Every year, about two months before April 15, my husband and I prepare our taxes, before we send them to our accountant. This requires us to calculate our bills, such as medical payments we made in the prior year. For these payments, I count up the receipts while at the same time call the medical providers for records of what we paid in the prior year, just so the figures are in sync. As you can imagine, or maybe relate, it's a lot of paperwork and invoices to collect, file and go through every year.
But this year, I'm going to try Simplee, a new free service to consumers, which manages all those invoices, and allows users to pay bills from the site as well. In other words, it simplifies the management of medical bills. Based on my challenges, it's an idea worth backing.
Simplee announced Tuesday morning that it raised $6 million in a Series A round of financing from the Social+Capital Partnership, a relatively new fund started by Chamath Palihapitiya, who was an executive at Facebook and AOL, and also a venture capitalist at Mayfield, before launching his own venture firm. Also joining were existing investors seed investors Greylock Partners and angels, such as Palihapitya and Lorrie Norington, former President of eBay Marketplace. Simplee raised a seed round of $1.8 million in the summer of 2010.
"Our core focus is managing and tracking bills," said Tomer Shoval, CEO and founder, in an interivew with me. "We cross reference [insurance] plans with specific bills."
Basically, consumers can go to Simplee and input their medical insurance information and their HSA accounts. Right now, Simplee covers about 80% of the medical insurance providers, such as Blue Shield. Simplee doesn't have to have relationships with these providers, but it can access their database once a consumer inputs their account information into Simplee.
Once a consumer goes to a doctor, the doctor will submit the bill to the insurance company. Simplee then sees that information from the insurance company database and makes it visible to the Simplee member, and alerts them to make the payment. If a Simplee member has also submitted her/his HSA account information, that person can make a payment through Simplee, or a credit card (a PayPal option will be added in the future).
This consolidation of information makes it super easy for a consumer to manage their payments from one dashboard, as opposed to one HSA dashboard (which requires login information that's probably often forgotten, if you're like me) and folders to organize the invoices.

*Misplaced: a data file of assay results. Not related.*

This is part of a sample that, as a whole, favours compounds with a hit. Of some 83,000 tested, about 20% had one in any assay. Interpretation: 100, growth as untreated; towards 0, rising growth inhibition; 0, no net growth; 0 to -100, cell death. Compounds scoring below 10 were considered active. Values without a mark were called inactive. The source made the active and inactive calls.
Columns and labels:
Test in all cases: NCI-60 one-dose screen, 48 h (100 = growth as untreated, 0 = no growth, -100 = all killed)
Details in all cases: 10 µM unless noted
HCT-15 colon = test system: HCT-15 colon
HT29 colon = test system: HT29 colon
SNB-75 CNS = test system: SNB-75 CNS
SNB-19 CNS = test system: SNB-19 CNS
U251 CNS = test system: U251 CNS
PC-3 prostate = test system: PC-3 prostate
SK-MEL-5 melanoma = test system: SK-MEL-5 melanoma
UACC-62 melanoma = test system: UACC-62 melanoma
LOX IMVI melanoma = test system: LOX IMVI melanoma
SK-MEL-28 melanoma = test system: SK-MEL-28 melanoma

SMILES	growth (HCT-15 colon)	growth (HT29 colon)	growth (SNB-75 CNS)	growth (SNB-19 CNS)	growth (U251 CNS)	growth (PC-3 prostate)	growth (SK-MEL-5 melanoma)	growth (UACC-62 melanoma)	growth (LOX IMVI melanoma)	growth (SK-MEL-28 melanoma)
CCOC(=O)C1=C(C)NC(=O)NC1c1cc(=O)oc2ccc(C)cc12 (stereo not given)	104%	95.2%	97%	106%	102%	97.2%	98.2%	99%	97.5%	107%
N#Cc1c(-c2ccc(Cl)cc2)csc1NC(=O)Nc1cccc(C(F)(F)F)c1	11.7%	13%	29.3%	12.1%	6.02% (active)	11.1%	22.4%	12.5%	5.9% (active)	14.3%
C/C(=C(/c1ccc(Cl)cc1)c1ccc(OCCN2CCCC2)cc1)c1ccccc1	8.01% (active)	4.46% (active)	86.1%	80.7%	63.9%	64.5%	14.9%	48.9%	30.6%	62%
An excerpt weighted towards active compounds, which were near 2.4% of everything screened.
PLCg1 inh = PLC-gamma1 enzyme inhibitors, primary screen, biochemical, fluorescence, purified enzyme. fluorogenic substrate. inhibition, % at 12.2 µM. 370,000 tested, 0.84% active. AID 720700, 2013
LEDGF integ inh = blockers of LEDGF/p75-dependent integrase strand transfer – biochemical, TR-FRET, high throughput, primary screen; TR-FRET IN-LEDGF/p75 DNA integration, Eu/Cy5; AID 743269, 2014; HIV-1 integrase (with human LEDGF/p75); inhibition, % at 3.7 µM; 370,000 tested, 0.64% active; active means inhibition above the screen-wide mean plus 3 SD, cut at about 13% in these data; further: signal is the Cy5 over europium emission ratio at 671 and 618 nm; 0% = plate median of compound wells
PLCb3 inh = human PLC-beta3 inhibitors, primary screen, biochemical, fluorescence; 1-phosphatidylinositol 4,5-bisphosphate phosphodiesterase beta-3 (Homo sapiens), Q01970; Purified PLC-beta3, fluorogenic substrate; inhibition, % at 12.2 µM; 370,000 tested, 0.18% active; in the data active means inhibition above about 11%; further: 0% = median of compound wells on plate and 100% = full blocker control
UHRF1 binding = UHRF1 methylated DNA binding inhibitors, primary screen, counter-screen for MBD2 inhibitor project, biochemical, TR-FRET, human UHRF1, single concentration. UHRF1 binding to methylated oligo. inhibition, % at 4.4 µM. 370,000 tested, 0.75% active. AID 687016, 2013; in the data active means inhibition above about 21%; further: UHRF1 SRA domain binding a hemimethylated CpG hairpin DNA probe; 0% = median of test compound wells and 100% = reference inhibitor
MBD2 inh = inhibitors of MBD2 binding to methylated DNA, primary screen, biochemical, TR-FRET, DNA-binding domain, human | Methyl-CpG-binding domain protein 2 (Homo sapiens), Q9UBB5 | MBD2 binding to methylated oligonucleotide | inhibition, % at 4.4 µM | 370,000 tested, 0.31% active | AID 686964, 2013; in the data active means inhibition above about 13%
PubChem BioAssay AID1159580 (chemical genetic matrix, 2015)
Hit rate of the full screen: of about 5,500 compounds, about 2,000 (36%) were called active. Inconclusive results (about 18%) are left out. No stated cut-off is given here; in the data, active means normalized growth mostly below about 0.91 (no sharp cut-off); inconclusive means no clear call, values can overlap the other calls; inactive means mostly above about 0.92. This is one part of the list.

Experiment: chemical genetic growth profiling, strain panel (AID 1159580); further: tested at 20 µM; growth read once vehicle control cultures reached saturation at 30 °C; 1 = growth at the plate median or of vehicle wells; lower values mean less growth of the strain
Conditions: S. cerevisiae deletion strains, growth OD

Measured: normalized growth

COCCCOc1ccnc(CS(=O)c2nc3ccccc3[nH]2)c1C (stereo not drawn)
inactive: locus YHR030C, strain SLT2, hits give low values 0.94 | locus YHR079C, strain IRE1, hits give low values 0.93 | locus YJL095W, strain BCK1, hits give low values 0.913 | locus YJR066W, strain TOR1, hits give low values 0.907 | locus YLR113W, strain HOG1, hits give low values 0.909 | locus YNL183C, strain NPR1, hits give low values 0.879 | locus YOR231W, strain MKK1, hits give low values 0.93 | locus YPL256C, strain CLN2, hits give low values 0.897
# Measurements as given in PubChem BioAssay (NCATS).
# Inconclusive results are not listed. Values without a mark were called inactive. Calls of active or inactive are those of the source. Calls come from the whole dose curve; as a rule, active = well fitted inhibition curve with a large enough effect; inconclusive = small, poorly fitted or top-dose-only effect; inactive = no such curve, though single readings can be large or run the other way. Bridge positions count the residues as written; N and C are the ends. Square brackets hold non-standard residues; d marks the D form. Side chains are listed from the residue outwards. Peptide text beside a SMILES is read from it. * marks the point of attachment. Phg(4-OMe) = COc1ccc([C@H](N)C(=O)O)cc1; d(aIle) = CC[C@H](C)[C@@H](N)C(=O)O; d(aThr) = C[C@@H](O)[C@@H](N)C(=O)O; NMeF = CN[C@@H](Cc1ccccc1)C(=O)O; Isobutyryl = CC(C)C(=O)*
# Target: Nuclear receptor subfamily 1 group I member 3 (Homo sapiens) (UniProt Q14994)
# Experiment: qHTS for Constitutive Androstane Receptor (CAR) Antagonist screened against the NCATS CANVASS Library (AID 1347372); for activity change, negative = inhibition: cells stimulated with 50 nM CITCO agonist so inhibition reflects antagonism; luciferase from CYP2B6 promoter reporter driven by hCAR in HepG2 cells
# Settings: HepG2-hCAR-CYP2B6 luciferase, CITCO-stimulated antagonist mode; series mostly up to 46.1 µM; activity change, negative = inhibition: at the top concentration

"Our vision is we can integrate with different medical providers and stop sending paper invoices that gets you frustrated and confused," said Shoval. Indeed, I have a bunch of invoices. And while not so confusing, it's frustrating to organize them and I'm all for a simpler alternative.
Simplee has been open for business in a little over a year. While Shoval would not give specifics on how many members Simplee has accumulated, he did say that the company is already tracking half-a-billion dollars in healthcare expenditure, more than 65% of users are returning and the average Simplee user has paid about $1000 a year in medical bills.
Economics of Simplee
To use the service, a consumer doesn't pay a subscription, rather Simplee's model is to charge companies, HSA banks and administrators of FSA (flexible spending accounts) or HRA (health reimbursement arrangement) to use the Simplee service on a per member, per month basis. Shoval would not disclose how much such clients would pay, only to say that Simplee plans to announce a number of them in the coming weeks. He also said that the average employee costs about $10,000 a year in medical expense for employers. He implied that the Simplee expense would be a nominal cost relative to that outlay, but a significant potential savings in a world of spiraling-out-of-control healthcare costs.
Right now, self-insured employers (those with 1,000-plus employees) spend about $800 billion a year on healthcare, said Shoval, quoting a stat from a report put together by The Kaiser Family Foundation. And, those costs continue to rise, he said. For instance, the amount of out-of-pocket medical expenses for the average American was $3600 annually in 2011, up from $2000 in 2006, said Shoval.
By giving employees the tools to better understand and manage their medical bills, consumers will likely be better stewards of their own medical bills and start making different choices that may ultimately lower the costs of healthcare in general, Shoval explained.
Indeed, if Simplee can "utlimately" do this - because as of yet, they're more of a management tool (and that doesn't help a consumer reduce their actual medical claims, but rather to organize them) - their value proposition will increase.
And, it's only a matter of time. Shortly, Simplee will be introducing a new feature that can track billing errors. "There are many medical billing errors that cause people to lose a lot of money," he said. "We not only allow people to efficiently handle their bills, we can flag errors that can save them money." Additionally, Simplee hopes to be able to collect enough information to suggest different plans, based on a person's medical history. Again, this could be a potential cost savings to the consumer.
In a sign that healthcare management is big business, Simplee's fundraising comes in the same month Castlight Health raised $100 million. Castlelight provides a way for consumers and employers to manage healthcare costs .
(Image source: thedebtdefier)